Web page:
This day in 1968 marked the first live television broadcast from a manned, orbiting American spacecraft.
All eyes were on the Apollo 7 team — the first American crew to attempt to go into space following the 1967 Apollo 1 pre-launch tragedy that claimed the lives of Gus Grissom, Ed White and Roger B. Chaffee 21 months earlier — when the craft launched on Oct. 11, 1968.
Three days later, television audiences saw mission commander Walter Schirra holding a sign that read: “Keep Those Cards and Letters Coming In Folks,” and his crewmates, Donn Eisele (left) and Walter Cunningham (not pictured), floating in space. Few knew that the initial broadcast had been delayed after Schirra and crew, sick with colds and irritated with several aspects of the mission, refused to “flip the switch” when told. It would be done at the convenience of the crew, and not before.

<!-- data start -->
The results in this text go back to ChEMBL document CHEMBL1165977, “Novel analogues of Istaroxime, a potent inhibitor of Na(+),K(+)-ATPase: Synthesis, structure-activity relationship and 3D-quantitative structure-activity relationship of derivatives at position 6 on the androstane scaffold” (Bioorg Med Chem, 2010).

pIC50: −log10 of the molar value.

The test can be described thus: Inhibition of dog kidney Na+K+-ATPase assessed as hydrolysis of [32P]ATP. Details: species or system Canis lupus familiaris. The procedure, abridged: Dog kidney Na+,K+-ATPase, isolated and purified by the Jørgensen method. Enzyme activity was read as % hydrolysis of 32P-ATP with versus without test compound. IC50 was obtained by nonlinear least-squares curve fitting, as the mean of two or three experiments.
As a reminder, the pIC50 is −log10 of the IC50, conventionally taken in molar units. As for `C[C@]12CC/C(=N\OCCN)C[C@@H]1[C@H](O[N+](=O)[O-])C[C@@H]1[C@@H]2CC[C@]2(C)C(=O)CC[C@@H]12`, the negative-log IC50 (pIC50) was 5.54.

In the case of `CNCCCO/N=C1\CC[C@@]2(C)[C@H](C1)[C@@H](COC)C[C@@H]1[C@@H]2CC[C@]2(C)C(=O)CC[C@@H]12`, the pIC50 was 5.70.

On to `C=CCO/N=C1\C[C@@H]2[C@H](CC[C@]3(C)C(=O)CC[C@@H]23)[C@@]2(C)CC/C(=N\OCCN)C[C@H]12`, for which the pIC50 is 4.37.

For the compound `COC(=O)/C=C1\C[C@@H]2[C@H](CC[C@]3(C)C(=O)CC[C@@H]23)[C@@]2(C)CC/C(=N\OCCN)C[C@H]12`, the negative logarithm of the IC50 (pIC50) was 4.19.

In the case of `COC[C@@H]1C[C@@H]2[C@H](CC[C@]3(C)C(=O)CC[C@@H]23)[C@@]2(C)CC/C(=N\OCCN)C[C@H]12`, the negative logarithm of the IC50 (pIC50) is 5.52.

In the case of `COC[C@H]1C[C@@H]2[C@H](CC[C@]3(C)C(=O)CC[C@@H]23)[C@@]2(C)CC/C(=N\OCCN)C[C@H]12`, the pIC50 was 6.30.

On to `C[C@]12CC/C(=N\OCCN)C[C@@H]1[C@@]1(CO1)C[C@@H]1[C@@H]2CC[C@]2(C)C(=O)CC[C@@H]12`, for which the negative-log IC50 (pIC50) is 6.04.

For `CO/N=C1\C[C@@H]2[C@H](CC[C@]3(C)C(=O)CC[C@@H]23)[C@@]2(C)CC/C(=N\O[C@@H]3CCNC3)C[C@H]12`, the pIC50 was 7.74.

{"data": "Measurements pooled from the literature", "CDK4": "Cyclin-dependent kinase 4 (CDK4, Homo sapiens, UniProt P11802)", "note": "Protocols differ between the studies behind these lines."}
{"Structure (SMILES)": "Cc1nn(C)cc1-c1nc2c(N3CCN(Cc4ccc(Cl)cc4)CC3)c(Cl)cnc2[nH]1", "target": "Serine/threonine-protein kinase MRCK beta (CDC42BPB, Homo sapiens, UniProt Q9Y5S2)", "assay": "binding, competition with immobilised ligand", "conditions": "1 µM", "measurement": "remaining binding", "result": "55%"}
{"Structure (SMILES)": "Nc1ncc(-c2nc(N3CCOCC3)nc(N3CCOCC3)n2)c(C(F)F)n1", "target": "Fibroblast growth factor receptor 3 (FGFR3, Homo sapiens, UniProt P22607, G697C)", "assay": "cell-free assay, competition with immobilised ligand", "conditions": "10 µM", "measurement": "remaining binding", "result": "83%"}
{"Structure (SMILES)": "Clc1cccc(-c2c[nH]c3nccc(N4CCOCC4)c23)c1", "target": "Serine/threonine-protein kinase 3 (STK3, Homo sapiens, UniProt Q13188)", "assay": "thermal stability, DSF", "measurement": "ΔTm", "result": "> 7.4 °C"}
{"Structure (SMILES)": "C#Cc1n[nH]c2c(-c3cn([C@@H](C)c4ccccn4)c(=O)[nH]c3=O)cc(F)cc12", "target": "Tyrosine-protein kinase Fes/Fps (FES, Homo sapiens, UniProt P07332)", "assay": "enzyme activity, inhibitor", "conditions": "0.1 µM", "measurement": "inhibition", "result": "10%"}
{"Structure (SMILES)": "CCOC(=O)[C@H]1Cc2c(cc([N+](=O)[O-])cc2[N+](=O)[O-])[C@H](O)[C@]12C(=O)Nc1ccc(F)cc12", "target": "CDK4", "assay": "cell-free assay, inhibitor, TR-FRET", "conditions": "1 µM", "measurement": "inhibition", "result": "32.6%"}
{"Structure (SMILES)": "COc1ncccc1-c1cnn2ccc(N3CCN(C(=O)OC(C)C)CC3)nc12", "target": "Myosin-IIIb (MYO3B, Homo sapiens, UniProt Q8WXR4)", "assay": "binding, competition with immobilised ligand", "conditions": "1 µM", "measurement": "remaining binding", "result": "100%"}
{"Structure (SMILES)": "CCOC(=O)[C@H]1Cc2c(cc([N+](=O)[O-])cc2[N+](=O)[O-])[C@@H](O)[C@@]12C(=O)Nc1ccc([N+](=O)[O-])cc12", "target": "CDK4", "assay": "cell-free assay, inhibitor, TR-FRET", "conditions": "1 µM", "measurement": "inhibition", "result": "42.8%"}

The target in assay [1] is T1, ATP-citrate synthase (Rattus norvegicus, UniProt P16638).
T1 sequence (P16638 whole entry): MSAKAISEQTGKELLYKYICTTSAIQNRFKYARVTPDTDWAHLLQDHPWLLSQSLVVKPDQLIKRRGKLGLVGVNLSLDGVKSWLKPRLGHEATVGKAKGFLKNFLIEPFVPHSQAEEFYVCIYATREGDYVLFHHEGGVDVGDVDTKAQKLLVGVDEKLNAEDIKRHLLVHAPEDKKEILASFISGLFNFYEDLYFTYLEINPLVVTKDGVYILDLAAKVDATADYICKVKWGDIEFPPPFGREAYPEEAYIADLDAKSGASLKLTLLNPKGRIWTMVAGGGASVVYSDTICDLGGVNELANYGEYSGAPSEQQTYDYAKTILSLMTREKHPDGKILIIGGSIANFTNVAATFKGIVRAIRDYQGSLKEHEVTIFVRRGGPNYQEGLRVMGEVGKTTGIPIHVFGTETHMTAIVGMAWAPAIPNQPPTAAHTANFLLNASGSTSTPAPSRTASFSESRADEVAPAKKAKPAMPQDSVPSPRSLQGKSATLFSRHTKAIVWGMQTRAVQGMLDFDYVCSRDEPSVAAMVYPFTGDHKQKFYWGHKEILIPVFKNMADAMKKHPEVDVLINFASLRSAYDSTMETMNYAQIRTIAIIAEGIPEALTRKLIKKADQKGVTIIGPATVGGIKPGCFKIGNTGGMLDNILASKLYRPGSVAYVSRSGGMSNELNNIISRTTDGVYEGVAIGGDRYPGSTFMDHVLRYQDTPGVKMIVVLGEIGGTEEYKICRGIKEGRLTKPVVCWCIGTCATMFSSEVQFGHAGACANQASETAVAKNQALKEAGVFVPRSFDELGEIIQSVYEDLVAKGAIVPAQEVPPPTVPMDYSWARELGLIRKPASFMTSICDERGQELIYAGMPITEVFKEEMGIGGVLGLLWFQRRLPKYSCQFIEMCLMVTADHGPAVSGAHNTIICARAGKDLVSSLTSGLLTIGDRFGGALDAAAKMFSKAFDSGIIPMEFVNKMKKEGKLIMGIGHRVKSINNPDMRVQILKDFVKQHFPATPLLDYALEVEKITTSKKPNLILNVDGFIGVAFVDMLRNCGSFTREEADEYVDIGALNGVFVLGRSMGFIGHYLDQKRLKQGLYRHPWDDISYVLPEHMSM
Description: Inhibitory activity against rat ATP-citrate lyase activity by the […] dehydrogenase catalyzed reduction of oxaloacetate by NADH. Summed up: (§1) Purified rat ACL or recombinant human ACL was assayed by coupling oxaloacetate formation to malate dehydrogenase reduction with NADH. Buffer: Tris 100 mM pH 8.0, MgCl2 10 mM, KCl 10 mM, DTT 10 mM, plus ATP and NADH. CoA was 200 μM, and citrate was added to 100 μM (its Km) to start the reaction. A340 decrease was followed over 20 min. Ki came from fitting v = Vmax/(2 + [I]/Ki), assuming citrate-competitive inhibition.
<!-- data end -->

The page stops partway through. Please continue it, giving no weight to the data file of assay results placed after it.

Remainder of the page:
All total there were six broadcasts during the 11-day Apollo 7 mission, which allowed viewers to see the astronauts float in the spacecraft and eat the first hot food in space.